To say that this is a complete team may be a little premature but I haven't been able to see a glaring weakness yet. This can be attributed to the recruiting that Mark Few has done. He has combined the old Gonzaga ways of outscoring opponents with a new found toughness side of the team. While guys like Daye, Downs, etc can outscore anybody, Mark Few has recruited players that have provided toughness of the bench, something that Gonzaga has never really had. Ira Brown, Demetri Goodson, and Robert Sacre are the enforcers of this team. They probably won't contribute much to the total score at the end of the game, but they will be great contributors to the 'toughness stats' I mentioned above. Ira is a player that does all the little things. The versatility he has is astounding. At one point in the Maryland game, he was pressing the point guard and then went down low to block out the post and get a rebound. This is a weapon that not many teams have. Meech Goodson is a ball-hawk. His ability to come in and pressure the ball and frustrate the opponent is a welcome addition to the Gonzaga stable of guards. You can bet that Meech will get his fair share of steals and will drive teams crazy (see Bobby Maze and Tennessee). Robert Sacre is still coming back from injury but his physical size has really helped Gonzaga so far. He is a bruising player that does not mind staying in the post and cleaning the glass. His offensive game is not polished yet but Gonzaga doesn't need any more scorers thus far. The best part is that the three of these guys get it. They know their role and embrace it. You won't see Meech, Ira, and Robert taking over any games with their offensive side this year. Meech and Sacre will eventually be great scorers for Gonzaga but this season, they have different assignments and that is to bang around a little bit and do the little things to get the win. This quote sums up how Meech plays basketball and the type of attitude he brings to this team:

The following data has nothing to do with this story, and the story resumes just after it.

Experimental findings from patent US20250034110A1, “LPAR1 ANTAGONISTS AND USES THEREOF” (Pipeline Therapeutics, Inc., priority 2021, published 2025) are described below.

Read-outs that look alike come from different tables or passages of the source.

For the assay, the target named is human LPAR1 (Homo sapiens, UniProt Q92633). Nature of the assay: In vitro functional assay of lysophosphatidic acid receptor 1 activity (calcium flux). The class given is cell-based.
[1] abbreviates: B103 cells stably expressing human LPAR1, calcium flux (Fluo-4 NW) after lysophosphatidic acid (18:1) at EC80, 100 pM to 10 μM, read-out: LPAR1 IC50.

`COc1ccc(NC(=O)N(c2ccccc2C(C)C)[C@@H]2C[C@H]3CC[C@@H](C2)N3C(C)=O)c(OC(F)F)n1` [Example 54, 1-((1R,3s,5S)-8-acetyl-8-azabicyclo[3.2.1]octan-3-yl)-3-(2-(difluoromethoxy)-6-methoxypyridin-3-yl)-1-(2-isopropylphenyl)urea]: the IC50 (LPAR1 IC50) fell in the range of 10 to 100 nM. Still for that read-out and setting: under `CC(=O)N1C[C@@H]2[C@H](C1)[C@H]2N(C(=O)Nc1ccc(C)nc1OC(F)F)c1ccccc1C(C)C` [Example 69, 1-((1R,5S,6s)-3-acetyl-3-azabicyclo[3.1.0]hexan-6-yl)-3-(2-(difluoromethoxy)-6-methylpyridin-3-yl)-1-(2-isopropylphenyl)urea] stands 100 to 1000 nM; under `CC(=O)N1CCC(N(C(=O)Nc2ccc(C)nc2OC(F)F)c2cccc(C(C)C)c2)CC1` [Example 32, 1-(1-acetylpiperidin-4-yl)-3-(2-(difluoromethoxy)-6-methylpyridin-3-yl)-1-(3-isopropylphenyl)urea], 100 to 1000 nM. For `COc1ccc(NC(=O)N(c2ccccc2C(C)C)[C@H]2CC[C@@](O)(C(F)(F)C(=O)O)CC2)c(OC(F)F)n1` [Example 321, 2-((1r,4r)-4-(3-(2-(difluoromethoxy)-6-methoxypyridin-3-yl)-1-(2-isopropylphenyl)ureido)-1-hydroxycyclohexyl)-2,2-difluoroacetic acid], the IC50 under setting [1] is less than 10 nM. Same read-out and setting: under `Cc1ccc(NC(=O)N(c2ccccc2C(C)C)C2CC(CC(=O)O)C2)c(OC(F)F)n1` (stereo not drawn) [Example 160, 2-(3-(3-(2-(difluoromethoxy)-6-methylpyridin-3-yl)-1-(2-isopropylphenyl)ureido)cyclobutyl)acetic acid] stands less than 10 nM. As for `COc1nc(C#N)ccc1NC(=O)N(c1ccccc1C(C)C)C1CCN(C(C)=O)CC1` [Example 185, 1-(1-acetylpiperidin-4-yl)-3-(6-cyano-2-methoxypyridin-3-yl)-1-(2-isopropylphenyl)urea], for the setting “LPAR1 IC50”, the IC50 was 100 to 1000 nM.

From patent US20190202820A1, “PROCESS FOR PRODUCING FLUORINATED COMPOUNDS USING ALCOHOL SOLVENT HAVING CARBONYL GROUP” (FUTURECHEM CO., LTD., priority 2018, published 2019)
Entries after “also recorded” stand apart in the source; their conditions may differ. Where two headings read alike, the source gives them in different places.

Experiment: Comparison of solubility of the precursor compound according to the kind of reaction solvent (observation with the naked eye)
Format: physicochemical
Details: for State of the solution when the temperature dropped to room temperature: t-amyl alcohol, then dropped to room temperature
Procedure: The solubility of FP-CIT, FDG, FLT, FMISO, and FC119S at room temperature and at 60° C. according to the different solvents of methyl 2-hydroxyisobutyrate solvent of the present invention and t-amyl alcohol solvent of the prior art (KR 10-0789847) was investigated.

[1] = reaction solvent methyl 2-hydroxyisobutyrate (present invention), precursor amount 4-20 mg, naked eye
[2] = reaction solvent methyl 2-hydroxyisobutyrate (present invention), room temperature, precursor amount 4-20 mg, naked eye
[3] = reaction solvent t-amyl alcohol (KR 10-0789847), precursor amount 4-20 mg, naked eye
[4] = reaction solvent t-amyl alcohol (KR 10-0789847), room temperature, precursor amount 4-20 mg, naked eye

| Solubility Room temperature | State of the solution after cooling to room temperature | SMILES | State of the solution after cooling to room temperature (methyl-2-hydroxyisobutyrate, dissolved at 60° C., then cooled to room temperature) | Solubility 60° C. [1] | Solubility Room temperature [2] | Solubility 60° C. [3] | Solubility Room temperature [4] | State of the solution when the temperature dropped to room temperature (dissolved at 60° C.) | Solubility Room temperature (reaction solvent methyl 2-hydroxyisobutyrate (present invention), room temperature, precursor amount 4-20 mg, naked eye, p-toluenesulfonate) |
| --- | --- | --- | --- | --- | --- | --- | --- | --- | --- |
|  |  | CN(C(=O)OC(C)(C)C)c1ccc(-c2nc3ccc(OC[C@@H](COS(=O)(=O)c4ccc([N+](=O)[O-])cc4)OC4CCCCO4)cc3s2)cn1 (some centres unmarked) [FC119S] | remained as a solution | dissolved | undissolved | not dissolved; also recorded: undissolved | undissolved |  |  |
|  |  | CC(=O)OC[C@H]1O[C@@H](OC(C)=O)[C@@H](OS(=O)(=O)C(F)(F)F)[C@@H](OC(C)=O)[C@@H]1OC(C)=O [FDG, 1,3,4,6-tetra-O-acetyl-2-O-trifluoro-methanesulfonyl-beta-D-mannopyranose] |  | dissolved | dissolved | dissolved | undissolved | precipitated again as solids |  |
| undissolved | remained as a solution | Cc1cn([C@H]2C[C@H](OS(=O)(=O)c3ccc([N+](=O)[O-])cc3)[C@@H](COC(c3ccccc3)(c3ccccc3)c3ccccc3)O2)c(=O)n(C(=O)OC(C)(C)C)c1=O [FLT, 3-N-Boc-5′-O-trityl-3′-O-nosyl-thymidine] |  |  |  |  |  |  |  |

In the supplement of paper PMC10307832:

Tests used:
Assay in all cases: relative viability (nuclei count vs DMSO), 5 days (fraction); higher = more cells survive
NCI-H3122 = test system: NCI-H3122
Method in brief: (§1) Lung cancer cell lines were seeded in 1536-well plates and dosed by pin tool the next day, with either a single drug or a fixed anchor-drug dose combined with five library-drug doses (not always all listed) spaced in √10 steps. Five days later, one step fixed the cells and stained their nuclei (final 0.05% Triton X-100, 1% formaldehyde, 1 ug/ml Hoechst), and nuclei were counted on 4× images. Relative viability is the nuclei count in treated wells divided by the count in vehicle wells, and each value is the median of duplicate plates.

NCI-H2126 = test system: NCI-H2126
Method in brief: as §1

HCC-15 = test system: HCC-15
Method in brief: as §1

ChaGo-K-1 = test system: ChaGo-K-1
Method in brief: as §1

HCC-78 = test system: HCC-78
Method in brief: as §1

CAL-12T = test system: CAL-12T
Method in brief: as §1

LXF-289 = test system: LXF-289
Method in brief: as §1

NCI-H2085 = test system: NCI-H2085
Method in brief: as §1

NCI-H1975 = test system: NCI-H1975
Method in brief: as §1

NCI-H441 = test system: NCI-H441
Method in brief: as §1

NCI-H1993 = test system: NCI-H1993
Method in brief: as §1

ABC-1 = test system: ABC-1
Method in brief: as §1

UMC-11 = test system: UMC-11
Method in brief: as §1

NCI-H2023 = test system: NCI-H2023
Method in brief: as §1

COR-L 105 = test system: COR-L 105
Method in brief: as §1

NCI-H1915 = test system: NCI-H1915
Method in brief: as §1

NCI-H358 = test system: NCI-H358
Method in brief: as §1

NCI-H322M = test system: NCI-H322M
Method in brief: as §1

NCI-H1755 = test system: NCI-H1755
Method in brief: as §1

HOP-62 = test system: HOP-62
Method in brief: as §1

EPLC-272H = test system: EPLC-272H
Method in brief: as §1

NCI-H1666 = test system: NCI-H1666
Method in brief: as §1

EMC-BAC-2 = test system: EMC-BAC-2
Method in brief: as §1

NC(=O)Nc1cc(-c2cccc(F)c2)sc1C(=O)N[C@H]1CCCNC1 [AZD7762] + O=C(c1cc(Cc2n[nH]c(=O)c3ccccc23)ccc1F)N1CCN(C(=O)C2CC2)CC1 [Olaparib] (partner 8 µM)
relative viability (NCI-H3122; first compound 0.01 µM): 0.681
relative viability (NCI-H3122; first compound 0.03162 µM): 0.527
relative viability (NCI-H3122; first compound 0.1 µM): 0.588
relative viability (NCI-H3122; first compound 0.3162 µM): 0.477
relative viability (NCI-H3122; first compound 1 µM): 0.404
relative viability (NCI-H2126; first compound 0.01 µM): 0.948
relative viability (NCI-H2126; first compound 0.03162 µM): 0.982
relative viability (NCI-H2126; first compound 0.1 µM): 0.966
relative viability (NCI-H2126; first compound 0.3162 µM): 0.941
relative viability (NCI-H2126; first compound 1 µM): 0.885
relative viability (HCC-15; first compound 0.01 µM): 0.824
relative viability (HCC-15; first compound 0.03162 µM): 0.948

"He was mouthing off at me at the five-minute mark of the first half so I let him know I'm not going to back down," Goodson said. "I think it got our team fired up."
I know MaxZag is desperately seeking a nickname for the trio of Meech, Ira, and Sacre but hasn't settled on one. If anyone has any ideas I'm sure he would love to hear them.

I know, I know. Gonzaga has not even scratched the surface of the season and their toughest games are still ahead but the path this team is following appears to be heading in the right direction. The physicality and edge the Zags have been playing with is going to have to come out this month. Washington State and Connecticut are two particularly physical teams and will probably provide the biggest tests for Gonzaga. Tennessee in January will also be a huge match up as now the Vols have the revenge factor. It's hard to hide enthusiasm when talking about this team because they have become so multi-dimensional. For the first time in a long time, I am confident that Gonzaga can not only outscore the opposition, but outwork the opposition.


Anonymous said...

How about this nickname for the trio- "Dirty Harry". Now that exudes toughness! Never backs down and is as tough as they come, just like these three.

Anonymous said...

how about the axis of evil

ZagBell said...

I like where your head is at...

but I think we are going to try and stay away from anything related to Hitler or phrases coined by George Bush.

Keep the ideas coming!

Anonymous said...

How about the "Brute Squad"

Anonymous said...

how about Thor's Thunder

Anonymous said...

Meech, Ira, Sacre

Hammer, Tongs, Anvil